One early front runner for the title of the "YouTube of 2007" is a service called Twitter. Twitter enables you to broadcast to the world at large, via the Web or phone or instant message, tiny snippets of personal information: what you're doing, what you're about to do, what you just did, what your cat just did and so on. Twitter does the Internet equivalent of splitting the atom. It creates a unit of content even smaller and more trivial than the individual blog entry. Expect the response to be suitably explosive.
There's something delightfully self-deprecating about that name, Twitter--we're all just a bunch of happy birdies, tweeting away in our trees!--but it also makes me nervous. It's like the cocaine of blogging or e-mail but refined into crack. Internet addiction is an old story, but we're on the tipping point of a new kind of problem that might more broadly be called an addiction to data, in all its many and splendiferous forms.
A case in point: I take the subway to and from work, and shortly before I get home, my train emerges from underground, back into the world of sunlight and cell-phone reception. As it does, everybody on the train performs the same gesture in unison. We dip into our bags, briefcases, purses and pockets for whatever mobile digital device we carry. This is the behavior not of enlightened digital consumers but of addicts caught in an epidemic.
I try to regulate my data intake: I don't carry a BlackBerry, but I do carry a cell phone, and it has made me a rapacious consumer of text messages. I've become dismally fluent in typing on my cell phone's keypad, one-thumbed, while walking. Don't get me wrong; I have a full-blown e-mail problem too. I frequently override the little notifier app that checks my G-mail for me once a minute because an e-mail could have arrived in the intervening 60 seconds.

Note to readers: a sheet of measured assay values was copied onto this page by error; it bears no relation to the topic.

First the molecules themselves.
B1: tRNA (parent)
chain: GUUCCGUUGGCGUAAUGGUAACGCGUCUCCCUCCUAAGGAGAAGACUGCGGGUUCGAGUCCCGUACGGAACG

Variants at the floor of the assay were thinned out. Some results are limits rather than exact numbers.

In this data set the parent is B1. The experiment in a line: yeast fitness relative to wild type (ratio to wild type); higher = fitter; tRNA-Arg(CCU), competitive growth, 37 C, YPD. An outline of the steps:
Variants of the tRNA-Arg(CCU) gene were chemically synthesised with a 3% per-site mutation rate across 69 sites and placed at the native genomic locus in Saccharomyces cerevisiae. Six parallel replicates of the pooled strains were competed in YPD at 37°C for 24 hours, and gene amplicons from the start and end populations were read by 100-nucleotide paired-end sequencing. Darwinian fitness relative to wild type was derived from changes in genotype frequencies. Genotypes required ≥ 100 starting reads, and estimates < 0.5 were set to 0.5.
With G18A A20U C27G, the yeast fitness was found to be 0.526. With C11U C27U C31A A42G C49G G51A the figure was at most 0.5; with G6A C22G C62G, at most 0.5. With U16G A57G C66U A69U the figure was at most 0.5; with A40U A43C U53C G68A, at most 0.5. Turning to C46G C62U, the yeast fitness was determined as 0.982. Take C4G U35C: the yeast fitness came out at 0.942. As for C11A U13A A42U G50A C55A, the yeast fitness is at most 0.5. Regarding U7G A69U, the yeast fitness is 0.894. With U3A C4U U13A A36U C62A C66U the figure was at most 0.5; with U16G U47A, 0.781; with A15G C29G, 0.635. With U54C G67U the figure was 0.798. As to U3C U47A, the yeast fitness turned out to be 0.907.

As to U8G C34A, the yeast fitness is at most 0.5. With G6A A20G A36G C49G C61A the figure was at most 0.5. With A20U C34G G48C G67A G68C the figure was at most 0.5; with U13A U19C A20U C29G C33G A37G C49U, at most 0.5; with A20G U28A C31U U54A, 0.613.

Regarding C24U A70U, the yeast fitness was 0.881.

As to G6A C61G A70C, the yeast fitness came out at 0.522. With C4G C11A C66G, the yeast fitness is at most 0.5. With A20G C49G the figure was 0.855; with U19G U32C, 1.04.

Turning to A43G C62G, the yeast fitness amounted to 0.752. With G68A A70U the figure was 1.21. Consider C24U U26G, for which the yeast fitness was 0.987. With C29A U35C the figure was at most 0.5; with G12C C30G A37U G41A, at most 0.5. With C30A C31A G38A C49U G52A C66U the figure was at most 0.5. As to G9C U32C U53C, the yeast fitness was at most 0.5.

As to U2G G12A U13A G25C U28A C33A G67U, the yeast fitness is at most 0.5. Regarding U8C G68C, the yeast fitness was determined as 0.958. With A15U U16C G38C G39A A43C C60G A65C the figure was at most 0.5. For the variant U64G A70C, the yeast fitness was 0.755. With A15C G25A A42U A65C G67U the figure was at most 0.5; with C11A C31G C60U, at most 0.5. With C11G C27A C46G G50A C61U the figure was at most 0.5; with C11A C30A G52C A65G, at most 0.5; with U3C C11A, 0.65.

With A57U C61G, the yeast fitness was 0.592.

But we need a broader term like data addiction to take in the sheer hydra-headedness of the ceaseless craving for digital stimulation that contemporary technology is creating in us. When it's not coming in through my eyes, digital information is taking over my ears via my beloved silver iPod Mini (one of Apple's orphaned design concepts). A survey conducted by Stanford University last fall found that more than 1 in 8 Americans suffers from some form of Internet addiction. It hardly needs to be said that this problem doesn't wreck lives with the ferocity of alcohol or narcotics, but we have yet to take data seriously as a controlled substance. Here are three reasons the problem is about to get much worse.
One, mobile devices are getting better. As if BlackBerrys and Treos weren't hard enough to put down, Apple will start selling the iPhone in June, and the new category of ultra-mini PCs like the FlipStart and the OQO2 is threatening to make computers as portable as cell phones. Two, wi-fi is becoming ubiquitous. Google and Earthlink have a deal in place to supply all of San Francisco with free wireless Internet access. Philadelphia, Anaheim, Calif., and Madison, Wis., already have it, as do dozens of other cities and towns. Within 10 years, most of urban and suburban America will be bathed in free wi-fi service. Airlines are expected to fire up in-flight wi-fi in the next 12 months.
And three, Internet CEOs have become obsessed with making cell-phone versions of everything we used to get on our desktops. It's the Internet equivalent of Manifest Destiny. You can already get Google and YouTube and CitiBank on your phone. Now that you can Twitter from your phone, there's no longer any reason to look up at the world around you.
Like any good pusher, services like Twitter don't answer existing needs; they create new ones and then fill them. They come to us wrapped in the rhetoric of interpersonal connection, creating a sense that our loved ones, or at least liked or tolerated ones, are electronically present to us, however far away they may be. But I can't help wondering if we're underestimating the countervailing effect: the cost we're paying in our disconnection from our immediate surroundings, in our dependence on a continuous flow of electronic attention to prop up our egos, and above all, in a rising inability to be alone with our own thoughts--with that priceless stream of analog data that comes not from without but from within.